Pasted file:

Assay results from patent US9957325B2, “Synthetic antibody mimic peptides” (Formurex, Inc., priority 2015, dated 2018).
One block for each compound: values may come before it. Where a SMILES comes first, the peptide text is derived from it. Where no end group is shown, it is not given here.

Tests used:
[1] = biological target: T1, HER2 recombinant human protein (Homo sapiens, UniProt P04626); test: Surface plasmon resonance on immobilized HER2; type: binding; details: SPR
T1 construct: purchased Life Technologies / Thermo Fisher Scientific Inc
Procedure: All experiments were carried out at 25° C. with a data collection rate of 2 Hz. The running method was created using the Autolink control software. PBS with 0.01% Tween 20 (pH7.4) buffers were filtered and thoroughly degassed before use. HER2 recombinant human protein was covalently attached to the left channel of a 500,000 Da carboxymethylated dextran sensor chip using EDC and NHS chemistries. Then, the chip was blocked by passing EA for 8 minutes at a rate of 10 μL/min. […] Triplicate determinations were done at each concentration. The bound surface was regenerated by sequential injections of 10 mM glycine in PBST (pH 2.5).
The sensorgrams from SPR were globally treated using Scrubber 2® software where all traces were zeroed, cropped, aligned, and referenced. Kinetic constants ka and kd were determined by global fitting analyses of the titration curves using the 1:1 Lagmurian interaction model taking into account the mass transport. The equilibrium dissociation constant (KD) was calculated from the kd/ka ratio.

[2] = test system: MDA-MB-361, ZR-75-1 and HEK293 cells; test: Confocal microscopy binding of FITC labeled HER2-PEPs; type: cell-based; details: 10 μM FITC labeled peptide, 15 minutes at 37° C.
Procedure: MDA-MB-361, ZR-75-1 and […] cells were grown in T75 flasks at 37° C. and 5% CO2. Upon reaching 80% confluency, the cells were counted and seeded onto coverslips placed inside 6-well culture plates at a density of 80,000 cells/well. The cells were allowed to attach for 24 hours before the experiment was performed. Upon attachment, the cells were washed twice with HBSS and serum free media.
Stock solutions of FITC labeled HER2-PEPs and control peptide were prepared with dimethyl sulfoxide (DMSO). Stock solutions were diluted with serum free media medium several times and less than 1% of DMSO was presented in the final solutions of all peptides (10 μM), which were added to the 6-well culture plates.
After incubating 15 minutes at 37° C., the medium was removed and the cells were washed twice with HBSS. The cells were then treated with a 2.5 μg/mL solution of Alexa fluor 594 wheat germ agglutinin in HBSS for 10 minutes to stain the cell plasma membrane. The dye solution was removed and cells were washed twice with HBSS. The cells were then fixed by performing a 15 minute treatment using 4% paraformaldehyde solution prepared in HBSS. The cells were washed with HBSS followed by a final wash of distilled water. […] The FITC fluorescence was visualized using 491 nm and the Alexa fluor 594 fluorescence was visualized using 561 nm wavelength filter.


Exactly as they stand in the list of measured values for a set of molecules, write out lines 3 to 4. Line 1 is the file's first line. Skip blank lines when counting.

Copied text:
Tests used:
[1] = biological target: T1, HER2 recombinant human protein (Homo sapiens, UniProt P04626); test: Surface plasmon resonance on immobilized HER2; type: binding; details: SPR